Cast and crew work out a scene with Haneke

In this film, we explore a family that is slowly but surely growing apart, to the point where they don’t really know each other anymore. The dynamics between parent and child are explored. Do you really know your children and where they are, what they are doing? Who they talk to? Or have you grown so comfortable in your complacency that you aren’t aware of what is going on in each others lives? Haneke’s film is not a conventional film by any standards. It has many elements that some might consider too “artsy fartsy” or slow paced. This is a movie that takes its time. There are shots that simply linger on and on, they might test your patience. Haneke challenges you to really look at his film and figure out what it is that matters in the shot. Some might calle that boring, others might call it art.  “Look through the scene and you shall find” is what I always say. The message lies hidden within Haneke’s powerful social critique.

Rating: 4 out of 5
OldboyLost HighwayVisitor Q+Cache (Hidden)

8 comments:

Shaun Anderson said...

I remember seeing "Hidden" during my undergraduate years at a local art cinema and on the big screen, with an audience, it was a powerful experience. Haneke is mostly concerned with the philosophical exploration of spectatorship (see also Funny Games & Benny's Video) and the moral questions of watching and to be watched...and importantly how we as an audience do this. It is very manipulative cinema. "Hidden" also has a subtext about the Alergian war which gives it added value...good work as always!

The Film Connoisseur said...

Thanks Shaun, I am always interested in learning about a directors favorite themes. It lets me know what they are mostly concerned with, and why they transmit that through their films on a constant basis.

I am now going to watch his Funny Games, and then Im watching the remake as well, just to see how it compares.

I hear its a big "fuck you" to audiences who enjoy watching horror movies.

Thanks for commenting!

Shaun Anderson said...

If like me you're not a big fan of smart arse self reflexive and self conscious art cinema you might not like Funny Games. I'd certainly recommend viewing it, but you might like Benny's Video more, I certainly do. Funny Games is more of a big 'fuck you' to screen violence in general. Maybe thats another reason why I wasnt keen on it; I love violent movies.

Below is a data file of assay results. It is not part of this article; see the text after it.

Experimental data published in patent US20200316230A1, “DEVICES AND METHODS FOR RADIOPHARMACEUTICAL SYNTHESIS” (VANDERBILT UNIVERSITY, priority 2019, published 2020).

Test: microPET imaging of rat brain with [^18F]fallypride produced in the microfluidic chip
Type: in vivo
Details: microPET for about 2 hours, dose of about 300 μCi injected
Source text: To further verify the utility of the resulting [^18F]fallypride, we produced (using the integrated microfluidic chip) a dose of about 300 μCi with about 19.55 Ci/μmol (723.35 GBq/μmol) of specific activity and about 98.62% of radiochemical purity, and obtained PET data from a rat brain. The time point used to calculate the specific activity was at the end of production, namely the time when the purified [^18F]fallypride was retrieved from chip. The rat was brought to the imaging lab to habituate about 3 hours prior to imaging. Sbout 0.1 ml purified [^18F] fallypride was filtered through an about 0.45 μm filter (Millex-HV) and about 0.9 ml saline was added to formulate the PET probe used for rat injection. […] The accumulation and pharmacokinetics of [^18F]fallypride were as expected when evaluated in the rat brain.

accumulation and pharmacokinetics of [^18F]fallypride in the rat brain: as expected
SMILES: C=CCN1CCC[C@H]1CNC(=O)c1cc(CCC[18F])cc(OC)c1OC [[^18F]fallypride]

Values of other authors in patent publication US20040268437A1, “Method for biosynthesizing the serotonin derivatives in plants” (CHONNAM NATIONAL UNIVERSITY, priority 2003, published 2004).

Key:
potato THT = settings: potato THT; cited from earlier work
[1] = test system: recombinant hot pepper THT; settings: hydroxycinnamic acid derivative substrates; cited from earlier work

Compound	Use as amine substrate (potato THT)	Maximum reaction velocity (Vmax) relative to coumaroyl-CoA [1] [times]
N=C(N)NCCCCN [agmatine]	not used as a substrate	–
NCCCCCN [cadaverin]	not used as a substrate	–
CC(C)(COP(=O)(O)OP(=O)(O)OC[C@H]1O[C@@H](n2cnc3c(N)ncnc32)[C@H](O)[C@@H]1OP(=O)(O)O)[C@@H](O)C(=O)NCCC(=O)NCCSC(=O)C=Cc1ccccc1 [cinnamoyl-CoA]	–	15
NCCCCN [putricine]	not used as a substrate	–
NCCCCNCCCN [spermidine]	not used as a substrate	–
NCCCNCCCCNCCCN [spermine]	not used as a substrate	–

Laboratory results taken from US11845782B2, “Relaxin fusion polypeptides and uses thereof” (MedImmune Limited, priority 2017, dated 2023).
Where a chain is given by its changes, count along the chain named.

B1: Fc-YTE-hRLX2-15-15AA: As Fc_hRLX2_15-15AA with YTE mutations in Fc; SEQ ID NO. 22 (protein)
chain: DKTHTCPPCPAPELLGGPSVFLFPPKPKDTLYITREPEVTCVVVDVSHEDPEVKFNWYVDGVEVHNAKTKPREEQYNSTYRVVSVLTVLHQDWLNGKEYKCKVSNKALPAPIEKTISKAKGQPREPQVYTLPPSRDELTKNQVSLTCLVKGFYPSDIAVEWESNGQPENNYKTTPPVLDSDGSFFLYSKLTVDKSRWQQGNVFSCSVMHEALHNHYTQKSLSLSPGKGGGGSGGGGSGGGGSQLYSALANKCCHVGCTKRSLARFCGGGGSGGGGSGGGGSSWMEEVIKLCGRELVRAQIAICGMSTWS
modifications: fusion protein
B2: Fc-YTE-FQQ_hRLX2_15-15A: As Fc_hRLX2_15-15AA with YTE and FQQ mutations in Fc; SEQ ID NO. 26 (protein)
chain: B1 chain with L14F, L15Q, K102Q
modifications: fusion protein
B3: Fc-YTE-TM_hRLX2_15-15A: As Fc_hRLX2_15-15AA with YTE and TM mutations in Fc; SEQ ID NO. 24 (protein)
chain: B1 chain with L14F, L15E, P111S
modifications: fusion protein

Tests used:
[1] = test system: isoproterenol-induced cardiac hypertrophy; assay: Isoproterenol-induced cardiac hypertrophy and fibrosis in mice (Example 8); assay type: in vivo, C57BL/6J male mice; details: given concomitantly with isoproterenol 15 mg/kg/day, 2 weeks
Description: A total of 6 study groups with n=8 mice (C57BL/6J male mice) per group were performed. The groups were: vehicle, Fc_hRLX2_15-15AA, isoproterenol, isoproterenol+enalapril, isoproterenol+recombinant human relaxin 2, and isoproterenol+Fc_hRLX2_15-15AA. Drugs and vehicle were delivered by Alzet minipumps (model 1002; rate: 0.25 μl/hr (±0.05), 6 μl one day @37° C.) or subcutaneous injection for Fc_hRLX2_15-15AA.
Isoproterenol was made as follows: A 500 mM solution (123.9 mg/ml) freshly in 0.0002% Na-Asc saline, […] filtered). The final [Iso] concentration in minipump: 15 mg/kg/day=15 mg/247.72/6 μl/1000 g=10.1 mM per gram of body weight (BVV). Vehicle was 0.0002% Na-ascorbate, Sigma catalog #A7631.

The Film Connoisseur said...

I love violent movies as well. I mean, I can have fun with violence in movies, because I know its not real. But I can certainly see the dangers in it for someone who doesnt know how to diferentiate fantasy from reality.

But yeah, Ive read that essentially, Haneke is saying "you guys are sick for watching this" but hey, guess what, he is the one whos making the violent film, so whos wrong now?

I never watched the remake when it came out because I was worn out on the "lets break into the families home and fuck with them" scenario, its been done to death. But then I learned it was Haneke involved so suddenly Im interested.

Right now, Haneke is my new favorite curiosity, my final say on him and his films are still in the air since Ive only seen Cache, but so many people are going goo goo for his movies, that Im curious.

I mean, White Ribbon's gotten some insanely good reviews. And a great deal of his movies have won awards of all kinds on all sorts of festivals, so my interest is peaked. What can I say.

I love that about watching movies, discovering a whole new batch of films from a new director Id never heard of.

Simon said...

Funny Games, I think, took the concept of Benny's Video and Cache to the extreme, not even bothering to hide the audience's participation. Haneke might either despise his audience, or wants to get a rise out of them. That's not a bad thing, it's just a thing.

The Film Connoisseur said...

Agree Simon, he just wants to get a reaction from audiences, get them talking, thinking. Agree, it aint a bad thing. But I guess some audience members might get insulted in some way.

Carl (ILHM) said...

I am still a huge fan of FUNNY GAMES< and while I have heard this name come up repeatedly I have never checked it out, will be sure to look in to it Franco, even though I friggin hated LOST HIGHWAY! =D

The Film Connoisseur said...

This shares some similarities with Lost Highway in premise, but as far as mood and themes go, its a whole other thing. Its like Lost Highway but without the ultra weird stuff.